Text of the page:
Lower the boat.Lower the straps of the travel lift until the boat is resting on the wood on the trailer.
Tighten the support stands.On each four corners of the trailer there is a red support stand that adds support to the boat as it is moved. To tighten them, just turn the levers to the right.
- Make sure the stands are tightenedafterthe boat is placed on the wood (the stands are only meant to hold about 5% of the weight of the boat).
- Make sure the platforms on the support stands are flat against the boat.
Unpin the straps.Once the boat is fully supported by the trailer, the pins holding the straps together can be undone so that the boat is no longer attached to the travel lift (there is a large pin holding it together that is easily detachable).
Blocking the Boat
Move the trailer to the desired spot.
- Make sure that it is on level ground.
- This is where the boat will be throughout winter so make sure it is a spot that you're comfortable with. It would be difficult to move it during winter.
- Once the trailer is moved, the straps of the travel lift can be put back together and the travel lift can be moved back onto the tracks over the well.
Set blocks under the stern.The first step is to stack cinder blocks under the stern (back) of the boat.
- Stack as many cinder blocks that will fit.
- Make three stacks: one in the middle and two in the corners of the stern.
- After the cinder blocks are stacked, stack wood until there is only an inch or so in between the boat and the wood.
- Add a thin piece of plywood to alleviate pressure between the boat and the wood.
Lower the trailer.Once the blocks are set in the back of the boat lower the trailer until the back of the boat is resting on the blocks. You can do this by a switch located on the back of the trailer.
Move the trailer.The two support stands located in the middle of the trailer move back and forth along the trailer using a wheel and track. This means that if the blocks are set in the back, you can move the trailer away from the boat while keeping the stands attached to the front of the boat.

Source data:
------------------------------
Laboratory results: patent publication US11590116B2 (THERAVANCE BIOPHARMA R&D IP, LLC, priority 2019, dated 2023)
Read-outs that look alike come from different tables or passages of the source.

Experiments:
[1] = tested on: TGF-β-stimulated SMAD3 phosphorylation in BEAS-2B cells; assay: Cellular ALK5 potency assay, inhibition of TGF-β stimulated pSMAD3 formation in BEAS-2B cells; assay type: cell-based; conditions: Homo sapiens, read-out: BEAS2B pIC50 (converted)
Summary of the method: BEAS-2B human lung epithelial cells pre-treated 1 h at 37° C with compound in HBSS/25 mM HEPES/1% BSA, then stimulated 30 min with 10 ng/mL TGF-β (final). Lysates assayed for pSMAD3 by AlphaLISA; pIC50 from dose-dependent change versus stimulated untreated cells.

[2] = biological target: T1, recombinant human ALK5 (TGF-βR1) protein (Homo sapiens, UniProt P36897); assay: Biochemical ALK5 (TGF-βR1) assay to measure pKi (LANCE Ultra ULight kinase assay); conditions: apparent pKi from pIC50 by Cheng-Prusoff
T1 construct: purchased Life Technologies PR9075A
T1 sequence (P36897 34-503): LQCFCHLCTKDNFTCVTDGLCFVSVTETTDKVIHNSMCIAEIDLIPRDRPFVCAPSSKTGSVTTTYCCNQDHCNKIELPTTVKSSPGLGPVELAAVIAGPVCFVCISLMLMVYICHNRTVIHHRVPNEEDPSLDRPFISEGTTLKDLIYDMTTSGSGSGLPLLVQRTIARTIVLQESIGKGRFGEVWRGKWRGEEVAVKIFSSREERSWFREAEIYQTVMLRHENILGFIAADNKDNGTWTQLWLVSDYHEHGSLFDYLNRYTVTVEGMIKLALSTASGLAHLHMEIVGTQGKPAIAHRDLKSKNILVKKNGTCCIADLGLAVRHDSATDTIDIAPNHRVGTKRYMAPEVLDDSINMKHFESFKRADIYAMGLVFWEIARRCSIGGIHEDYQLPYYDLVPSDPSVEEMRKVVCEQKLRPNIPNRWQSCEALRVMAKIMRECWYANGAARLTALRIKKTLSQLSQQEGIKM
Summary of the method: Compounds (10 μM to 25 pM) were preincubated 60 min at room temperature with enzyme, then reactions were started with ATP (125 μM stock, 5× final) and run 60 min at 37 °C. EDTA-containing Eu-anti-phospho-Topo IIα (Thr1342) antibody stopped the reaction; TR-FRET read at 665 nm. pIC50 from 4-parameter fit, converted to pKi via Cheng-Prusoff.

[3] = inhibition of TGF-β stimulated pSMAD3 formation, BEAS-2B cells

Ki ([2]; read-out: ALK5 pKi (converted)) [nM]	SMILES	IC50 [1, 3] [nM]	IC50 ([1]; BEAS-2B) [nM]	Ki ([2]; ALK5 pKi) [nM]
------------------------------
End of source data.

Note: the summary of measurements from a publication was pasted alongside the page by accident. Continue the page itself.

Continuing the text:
- The weight of the stern should be completely on the blocks while the weight of the front is still on the trailer.
- By moving the trailer back while keeping the boat up, this makes room to put blocks in the front of the boat.
Place blocks in the bow (front) and middle of the boat.
- Place two stacks of cinder blocks in the middle of the boat (lengthwise) and one stack under the bow of the boat.
- As you did before, place wood on the blocks until there is only an inch of room.
- Make sure the blocks are centered with the boat width wise.
Lower the trailer again.Once the trailer is lowered all the way, all of the boat's weight will be on the blocks and the boat will be completely off of the trailer.
- Once the boat is completely on the blocks, all of the support stands on the trailer should be lowered all the way so that they don't hit the hull (bottom of the boat) when moving the trailer.
Move the trailer.Once the boat is on all of the blocks, the trailer can be moved as it will not be needed again.
Add jack-stands.Jack stands are basically portable versions of the support stands on the trailer.
- Depending on the way the boat is blocked, 2-4 jack-stands will be needed (in this case, since there is 3 stacks of blocks under the stern, only 2 are needed).
- Place the stands near the center of the boat, one on each side and tighten them against the hull of the boat.
- The platforms of the jacks should be near the edge of the hull so that the weight is distributed.
- Keep the platforms of the stands flat against the hull (sometimes wood is needed to be placed in between the hull and jack-stands).
Admire your work.It usually takes a lot of time, patience and care to properly take a large boat out of the water without damaging it and seeing the boat blocked up should make you feel accomplished.
- Make sure to check your surroundings when operating the machinery; people should not be within 15 feet of the machines and should be within your sight.
- Walk around the boat after each step to make sure everything is secure and safe.
- Don't rush. Caution should be used and rushing everything will make it much more dangerous.
- Not all boats are the same and some will need to be blocked slightly different (such as adding/removing a stack of blocks or jack-stands), but this is the most common way of blocking.
- Although this can be accomplished with one person, it is smart to have someone watching you to make sure everything is running smoothly.
- Use plenty of caution operating the travel lift. It is a large machine that is capable of killing or severely injuring those operating it and those around it.
- Never get too comfortable under a boat. Always be on your toes and ready to move in the rare occasion that the boat could fall.